Criminalizing the closet does not make the sexual behavior itself public. It simply punishes the deceit -- it makes the fraud of your closet a public fraud. Fraud is harmful, even if no link to a specific victim can be established. In a way, the closet is like tax evasion. We all need to pay taxes for the greater good. Tax evaders balance the negative impact to themselves (paying taxes) with the legal requirement to contribute to society. The man or woman in the closet does the same.

An aspiring actor may chose to stay closeted, because a gay person, the studios seem to think, is less credible as a leading character in a blockbuster movie. (Personally, I think a closeted actor is even less believable as the upright Hollywood hero, but hey, that's just me.) Coming out of the closet is a personal cost, which must be weighed against its benefit to society. The decision is often influenced by irrelevant factors, and too often delayed or abandoned. An anti-closet law would make it easier for closeted people to decide what to do.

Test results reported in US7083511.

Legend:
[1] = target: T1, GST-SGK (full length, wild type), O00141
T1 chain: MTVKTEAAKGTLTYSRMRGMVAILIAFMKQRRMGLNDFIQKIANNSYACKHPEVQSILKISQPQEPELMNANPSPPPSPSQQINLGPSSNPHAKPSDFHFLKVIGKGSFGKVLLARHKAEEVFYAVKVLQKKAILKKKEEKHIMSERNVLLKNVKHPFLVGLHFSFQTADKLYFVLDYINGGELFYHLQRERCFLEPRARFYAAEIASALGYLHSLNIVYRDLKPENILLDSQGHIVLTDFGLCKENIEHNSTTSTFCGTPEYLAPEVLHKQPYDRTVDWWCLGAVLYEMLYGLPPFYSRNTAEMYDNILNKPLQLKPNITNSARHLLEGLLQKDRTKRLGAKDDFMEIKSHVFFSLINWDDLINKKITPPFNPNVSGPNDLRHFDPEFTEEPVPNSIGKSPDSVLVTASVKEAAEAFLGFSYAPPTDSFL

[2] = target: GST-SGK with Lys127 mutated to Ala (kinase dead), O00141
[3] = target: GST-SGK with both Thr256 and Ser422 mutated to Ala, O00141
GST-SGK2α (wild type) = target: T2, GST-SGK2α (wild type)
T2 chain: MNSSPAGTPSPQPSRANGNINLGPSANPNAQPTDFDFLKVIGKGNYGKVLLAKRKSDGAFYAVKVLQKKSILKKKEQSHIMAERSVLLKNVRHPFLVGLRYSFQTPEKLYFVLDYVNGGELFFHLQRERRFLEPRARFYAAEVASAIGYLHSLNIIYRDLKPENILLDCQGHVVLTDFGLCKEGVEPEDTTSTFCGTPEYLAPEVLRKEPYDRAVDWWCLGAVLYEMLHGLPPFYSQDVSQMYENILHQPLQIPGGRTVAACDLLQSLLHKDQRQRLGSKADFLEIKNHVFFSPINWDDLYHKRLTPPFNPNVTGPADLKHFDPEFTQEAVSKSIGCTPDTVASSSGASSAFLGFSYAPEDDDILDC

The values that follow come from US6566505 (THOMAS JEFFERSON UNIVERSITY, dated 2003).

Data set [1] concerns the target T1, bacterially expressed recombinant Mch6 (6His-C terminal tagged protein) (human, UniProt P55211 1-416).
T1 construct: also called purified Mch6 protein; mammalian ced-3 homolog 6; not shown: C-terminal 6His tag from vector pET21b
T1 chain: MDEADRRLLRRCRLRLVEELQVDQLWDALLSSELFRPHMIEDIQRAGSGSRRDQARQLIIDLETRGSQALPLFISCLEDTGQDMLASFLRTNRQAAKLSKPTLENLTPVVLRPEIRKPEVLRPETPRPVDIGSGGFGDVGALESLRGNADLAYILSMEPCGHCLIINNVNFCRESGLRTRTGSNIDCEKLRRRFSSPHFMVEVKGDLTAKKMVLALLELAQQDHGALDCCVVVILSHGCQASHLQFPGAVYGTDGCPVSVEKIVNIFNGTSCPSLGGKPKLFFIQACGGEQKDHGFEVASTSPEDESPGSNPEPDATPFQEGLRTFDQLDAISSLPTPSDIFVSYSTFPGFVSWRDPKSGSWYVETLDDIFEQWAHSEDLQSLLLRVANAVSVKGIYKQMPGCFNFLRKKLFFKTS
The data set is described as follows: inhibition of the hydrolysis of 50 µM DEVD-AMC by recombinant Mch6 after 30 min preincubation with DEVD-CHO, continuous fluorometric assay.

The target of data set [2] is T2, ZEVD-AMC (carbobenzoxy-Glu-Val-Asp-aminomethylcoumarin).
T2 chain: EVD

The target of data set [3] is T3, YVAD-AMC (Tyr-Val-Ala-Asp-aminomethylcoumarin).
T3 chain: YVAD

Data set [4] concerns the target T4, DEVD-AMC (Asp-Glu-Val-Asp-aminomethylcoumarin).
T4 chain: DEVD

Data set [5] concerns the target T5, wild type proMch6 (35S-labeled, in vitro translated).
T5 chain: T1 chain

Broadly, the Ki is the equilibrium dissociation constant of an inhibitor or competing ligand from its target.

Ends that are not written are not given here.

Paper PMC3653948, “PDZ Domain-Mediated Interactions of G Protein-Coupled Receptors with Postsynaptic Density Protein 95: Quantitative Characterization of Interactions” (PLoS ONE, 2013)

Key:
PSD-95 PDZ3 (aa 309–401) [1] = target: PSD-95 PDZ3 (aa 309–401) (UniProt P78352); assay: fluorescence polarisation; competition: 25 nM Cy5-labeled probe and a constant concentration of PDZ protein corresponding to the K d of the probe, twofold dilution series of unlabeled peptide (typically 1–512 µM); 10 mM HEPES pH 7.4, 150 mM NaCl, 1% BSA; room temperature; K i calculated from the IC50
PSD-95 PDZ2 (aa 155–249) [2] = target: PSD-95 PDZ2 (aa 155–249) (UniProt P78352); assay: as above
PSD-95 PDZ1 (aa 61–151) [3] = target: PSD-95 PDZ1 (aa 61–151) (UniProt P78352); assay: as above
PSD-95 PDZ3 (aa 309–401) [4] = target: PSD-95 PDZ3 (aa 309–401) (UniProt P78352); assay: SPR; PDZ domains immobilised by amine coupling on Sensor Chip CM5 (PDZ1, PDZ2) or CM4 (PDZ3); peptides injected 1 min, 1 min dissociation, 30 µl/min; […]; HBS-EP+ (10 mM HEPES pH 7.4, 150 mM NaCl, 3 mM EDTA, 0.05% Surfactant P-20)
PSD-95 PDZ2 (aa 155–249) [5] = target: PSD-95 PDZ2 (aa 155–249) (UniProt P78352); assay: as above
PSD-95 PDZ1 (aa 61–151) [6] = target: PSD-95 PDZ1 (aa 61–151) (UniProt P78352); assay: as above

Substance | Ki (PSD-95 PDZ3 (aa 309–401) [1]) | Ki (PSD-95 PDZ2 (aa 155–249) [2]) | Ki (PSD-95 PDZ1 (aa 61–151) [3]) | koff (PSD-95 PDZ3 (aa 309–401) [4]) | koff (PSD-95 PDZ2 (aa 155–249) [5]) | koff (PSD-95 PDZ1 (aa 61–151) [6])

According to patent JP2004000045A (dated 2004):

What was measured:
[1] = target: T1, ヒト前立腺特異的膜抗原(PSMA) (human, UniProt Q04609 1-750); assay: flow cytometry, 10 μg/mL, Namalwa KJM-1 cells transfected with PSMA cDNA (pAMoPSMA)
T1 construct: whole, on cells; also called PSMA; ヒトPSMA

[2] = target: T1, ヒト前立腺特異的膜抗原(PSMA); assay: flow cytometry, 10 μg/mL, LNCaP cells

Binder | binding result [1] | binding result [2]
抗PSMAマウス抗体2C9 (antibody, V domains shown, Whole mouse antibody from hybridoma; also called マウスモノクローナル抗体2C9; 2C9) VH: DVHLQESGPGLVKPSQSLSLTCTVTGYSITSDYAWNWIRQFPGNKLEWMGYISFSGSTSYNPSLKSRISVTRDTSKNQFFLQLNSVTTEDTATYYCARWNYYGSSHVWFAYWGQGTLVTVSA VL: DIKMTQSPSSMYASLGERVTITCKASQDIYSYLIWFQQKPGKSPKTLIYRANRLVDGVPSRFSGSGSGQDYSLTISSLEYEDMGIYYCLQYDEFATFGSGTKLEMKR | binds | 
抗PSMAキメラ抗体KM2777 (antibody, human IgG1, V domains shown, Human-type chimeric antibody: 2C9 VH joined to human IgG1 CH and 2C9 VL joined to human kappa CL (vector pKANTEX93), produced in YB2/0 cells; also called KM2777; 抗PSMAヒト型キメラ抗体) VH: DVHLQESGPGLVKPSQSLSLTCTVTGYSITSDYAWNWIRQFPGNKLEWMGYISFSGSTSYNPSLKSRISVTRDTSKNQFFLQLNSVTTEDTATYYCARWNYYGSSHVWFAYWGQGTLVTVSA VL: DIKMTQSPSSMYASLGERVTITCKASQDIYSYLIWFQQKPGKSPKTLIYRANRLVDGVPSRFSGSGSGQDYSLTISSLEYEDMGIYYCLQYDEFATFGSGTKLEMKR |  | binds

And that's all the room for fantasy we have. I doubt we'll be seeing a draft law anytime soon, even in the most progressive of countries. A slightly mischievous part of me would like to see closeted people, especially those with influence, such as actors, politicians, etc. behind bars or at least hit with a hefty fine for deceiving the rest of us and setting a bad example for our youth. I am sure $10,000 per head for being a spineless coward would do wonders for the federal budget, too.

Marten Weber's latest book, Gabriel, deals with coming out in a business environment and the challenges of intercultural communication. Visit